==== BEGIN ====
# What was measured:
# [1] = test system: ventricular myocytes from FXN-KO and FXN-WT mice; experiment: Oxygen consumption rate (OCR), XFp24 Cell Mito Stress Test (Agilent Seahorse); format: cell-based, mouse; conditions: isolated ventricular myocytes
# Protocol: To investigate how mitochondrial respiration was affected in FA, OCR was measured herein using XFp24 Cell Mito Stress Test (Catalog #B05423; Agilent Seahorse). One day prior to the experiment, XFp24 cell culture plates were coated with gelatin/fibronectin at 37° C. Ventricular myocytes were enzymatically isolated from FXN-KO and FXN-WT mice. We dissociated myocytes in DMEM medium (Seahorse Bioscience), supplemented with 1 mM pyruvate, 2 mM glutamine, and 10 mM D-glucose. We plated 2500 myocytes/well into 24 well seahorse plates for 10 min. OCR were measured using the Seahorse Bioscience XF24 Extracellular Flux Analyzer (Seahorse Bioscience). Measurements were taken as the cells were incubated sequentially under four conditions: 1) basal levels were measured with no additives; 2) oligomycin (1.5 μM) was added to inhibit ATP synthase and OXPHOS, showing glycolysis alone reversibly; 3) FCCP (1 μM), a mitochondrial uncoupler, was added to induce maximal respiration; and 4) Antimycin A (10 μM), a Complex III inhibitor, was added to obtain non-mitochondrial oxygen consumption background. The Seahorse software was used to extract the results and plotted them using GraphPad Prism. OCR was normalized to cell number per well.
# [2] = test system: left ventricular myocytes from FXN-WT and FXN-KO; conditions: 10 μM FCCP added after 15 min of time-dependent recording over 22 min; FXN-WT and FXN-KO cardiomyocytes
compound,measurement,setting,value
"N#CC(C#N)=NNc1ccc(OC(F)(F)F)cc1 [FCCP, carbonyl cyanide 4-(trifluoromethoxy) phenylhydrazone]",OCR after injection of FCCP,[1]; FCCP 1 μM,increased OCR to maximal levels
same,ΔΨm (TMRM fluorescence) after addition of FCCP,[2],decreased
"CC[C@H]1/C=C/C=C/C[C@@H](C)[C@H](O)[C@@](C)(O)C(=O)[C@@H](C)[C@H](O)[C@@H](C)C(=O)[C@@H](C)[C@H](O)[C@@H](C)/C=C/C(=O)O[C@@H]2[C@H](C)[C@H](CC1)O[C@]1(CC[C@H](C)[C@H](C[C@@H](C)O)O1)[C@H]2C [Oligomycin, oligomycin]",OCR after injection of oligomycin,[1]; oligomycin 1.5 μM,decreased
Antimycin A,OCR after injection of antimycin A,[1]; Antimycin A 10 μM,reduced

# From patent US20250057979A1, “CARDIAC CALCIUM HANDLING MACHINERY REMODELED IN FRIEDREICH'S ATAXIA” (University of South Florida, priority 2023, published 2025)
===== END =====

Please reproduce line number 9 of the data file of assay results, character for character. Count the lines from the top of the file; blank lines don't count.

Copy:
Antimycin A,OCR after injection of antimycin A,[1]; Antimycin A 10 μM,reduced